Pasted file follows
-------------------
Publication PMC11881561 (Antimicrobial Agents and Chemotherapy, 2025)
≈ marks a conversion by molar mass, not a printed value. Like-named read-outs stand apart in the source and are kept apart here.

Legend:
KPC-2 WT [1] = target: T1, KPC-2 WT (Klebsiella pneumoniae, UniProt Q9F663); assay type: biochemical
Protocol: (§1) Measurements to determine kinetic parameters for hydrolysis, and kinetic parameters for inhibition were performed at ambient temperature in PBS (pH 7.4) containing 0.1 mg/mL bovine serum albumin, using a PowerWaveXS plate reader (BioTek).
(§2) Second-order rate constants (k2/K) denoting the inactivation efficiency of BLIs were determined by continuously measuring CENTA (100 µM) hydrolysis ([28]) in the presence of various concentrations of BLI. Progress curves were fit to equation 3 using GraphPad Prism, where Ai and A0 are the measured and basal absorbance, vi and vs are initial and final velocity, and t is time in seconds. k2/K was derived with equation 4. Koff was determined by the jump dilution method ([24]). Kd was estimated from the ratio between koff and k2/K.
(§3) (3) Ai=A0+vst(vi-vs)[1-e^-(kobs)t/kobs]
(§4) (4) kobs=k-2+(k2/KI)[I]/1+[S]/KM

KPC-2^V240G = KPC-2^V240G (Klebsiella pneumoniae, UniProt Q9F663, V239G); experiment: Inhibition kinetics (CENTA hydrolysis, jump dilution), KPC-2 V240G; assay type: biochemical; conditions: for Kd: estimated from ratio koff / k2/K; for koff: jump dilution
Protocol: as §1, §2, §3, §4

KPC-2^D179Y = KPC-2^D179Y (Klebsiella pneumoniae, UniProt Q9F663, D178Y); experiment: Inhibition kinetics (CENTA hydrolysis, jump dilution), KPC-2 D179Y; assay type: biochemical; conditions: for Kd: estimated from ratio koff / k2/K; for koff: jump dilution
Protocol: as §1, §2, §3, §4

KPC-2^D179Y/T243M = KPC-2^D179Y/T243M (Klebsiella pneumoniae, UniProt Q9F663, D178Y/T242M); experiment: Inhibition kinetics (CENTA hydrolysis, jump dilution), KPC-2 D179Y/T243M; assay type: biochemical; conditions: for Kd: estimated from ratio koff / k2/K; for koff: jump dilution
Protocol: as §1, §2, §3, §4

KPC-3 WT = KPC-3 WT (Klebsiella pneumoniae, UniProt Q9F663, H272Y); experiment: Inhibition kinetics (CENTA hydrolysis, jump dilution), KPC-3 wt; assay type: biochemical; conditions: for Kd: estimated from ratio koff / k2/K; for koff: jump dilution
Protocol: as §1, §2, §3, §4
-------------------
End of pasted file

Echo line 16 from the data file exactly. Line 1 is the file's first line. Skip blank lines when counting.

Protocol: as §1, §2, §3, §4